Global recruitment takes me to many conferences around the world. A topic that I am hearing more about is the selection process for recruitment clients and firm client mix. While many recruiters chase profits from any client willing to do business with their firm, other global recruitment companies are targeting the “right type” of client over just any client willing to accept their bid.
Last month in Australia, I was introduced to Edge Personnel’s story of client selection. “The Brief,” a publication of the RCSA had a two-page article with the complete story from the Managing Director Craig Batchelor.
Edge Personnel, like many firms, had grown to a point that just two recruitment clients represented sixty percent of the total business. Edge made the difficult decision to change the business mix by shedding those two clients to get back to the values envisioned when starting the business. This decision, both difficult and courageous, required the full understanding and support of staff. As the Managing Director, Craig made sure he was transparent with his staff about the process they would undergo. The result was a return to focus on Edge Personnel’s core market of small to medium size businesses, and the improved margins and fun associated with working a better mix of clients. Inspiring recruiters is a challenge, but maintaining inspiration when driven by the routine of two major clients with substantial and repetitive needs was impossible. Edge got through to the brighter side of recruitment, but not without some difficult months in transition.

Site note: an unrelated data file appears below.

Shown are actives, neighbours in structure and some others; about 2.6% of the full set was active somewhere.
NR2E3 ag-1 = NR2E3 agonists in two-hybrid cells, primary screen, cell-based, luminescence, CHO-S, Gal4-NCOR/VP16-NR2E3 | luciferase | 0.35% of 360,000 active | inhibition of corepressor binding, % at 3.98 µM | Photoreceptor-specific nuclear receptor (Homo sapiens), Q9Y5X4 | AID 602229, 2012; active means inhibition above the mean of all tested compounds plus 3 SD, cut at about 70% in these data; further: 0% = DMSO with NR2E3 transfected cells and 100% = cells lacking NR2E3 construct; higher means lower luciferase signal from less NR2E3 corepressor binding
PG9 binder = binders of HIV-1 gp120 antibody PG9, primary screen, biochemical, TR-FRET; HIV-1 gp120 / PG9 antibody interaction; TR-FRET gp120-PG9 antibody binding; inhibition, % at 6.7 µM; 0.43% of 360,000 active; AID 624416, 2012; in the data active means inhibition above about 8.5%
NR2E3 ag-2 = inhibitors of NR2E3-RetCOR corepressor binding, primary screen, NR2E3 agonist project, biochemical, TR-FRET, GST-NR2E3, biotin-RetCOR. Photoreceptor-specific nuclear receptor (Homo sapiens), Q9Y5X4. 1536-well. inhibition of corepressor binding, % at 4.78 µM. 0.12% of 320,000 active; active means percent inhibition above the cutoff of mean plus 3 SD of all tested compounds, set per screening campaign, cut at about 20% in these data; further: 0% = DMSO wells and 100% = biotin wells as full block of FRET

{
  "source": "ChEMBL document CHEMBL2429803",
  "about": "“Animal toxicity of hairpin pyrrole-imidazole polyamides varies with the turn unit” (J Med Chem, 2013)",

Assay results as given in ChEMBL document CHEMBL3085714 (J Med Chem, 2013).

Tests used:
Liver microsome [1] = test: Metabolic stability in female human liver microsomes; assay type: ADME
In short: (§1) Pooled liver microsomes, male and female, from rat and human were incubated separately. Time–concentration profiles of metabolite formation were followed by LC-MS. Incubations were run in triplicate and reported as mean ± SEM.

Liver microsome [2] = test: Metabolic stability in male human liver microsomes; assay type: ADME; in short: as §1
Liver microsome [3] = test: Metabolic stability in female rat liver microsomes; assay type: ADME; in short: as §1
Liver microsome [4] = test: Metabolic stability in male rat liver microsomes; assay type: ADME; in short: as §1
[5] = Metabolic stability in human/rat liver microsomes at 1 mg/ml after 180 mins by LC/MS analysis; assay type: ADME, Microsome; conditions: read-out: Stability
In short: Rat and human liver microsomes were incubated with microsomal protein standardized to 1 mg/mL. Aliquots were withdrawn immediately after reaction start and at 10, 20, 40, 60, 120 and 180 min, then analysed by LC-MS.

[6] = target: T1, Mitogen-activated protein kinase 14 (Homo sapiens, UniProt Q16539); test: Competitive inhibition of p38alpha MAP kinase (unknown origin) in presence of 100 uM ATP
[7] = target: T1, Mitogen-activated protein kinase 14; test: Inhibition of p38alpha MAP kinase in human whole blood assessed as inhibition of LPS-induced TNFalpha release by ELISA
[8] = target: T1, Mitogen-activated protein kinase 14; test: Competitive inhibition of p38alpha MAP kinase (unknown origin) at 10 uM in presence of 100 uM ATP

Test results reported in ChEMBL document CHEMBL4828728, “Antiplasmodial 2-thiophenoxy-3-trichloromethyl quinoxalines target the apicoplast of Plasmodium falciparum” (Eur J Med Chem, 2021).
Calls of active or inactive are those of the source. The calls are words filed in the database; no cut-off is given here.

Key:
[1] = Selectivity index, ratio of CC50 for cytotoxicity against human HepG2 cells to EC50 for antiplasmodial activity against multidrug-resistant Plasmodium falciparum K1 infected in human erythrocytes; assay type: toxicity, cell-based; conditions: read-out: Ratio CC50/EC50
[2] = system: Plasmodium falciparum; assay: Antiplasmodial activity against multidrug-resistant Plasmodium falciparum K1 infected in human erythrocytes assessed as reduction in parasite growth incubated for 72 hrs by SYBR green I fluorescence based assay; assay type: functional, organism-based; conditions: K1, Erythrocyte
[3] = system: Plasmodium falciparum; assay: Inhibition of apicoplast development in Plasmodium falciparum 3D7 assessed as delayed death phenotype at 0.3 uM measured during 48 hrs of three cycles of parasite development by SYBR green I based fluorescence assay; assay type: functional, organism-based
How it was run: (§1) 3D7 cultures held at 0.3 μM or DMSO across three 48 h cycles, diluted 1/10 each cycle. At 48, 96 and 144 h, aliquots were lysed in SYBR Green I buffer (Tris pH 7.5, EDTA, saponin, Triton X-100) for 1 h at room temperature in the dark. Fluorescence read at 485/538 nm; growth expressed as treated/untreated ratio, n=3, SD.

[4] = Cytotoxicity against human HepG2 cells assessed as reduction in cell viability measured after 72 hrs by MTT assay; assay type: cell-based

How many have carefully examined their client list to see if it represents the right-fit recruitment clients? Can you motivate and inspire staff with just one or two key clients that basically “own” you? Have you sacrificed and limited your capabilities to perform the same job fill over-and-over again for the same client? Have you become a one-trick pony completing the same function repeatedly? Are your employees inspired, or just going through the paces? Have you limited your profitability based on client mix? Can you increase recruitment profits by altering your client mix? Are you vulnerable to financial crisis if one or two clients suddenly opt for a lower cost provider? Are you prepared to suffer and feel the pain in the short-term for a healthier and better long-term existence for you and your staff?
Much to think about in these questions. The reality is that many firms chase volume over fit. If your business is built on a volume model and you are constantly working to improve process and increase margin with better process to support volume accounts, then perhaps you are on the right path. If you started your recruitment business to serve the small and mid-market and have evolved to chasing large-bid tenders, then perhaps it is time to reevaluate what has happened.
In either case, I suggest you be intentional and purpose-driven. Look at your charter, strategic plan or model. It is worth doing a recruitment client evaluation once every couple of years to see if you are off the mark you established on the way into this business. A great way to get started was shared in the article about Edge Personnel. The Managing Director asked all the employees to write down on a piece of paper what they told people who asked what they did for work. If you find those descriptions miserable, maybe it is time to inspire recruiters once again?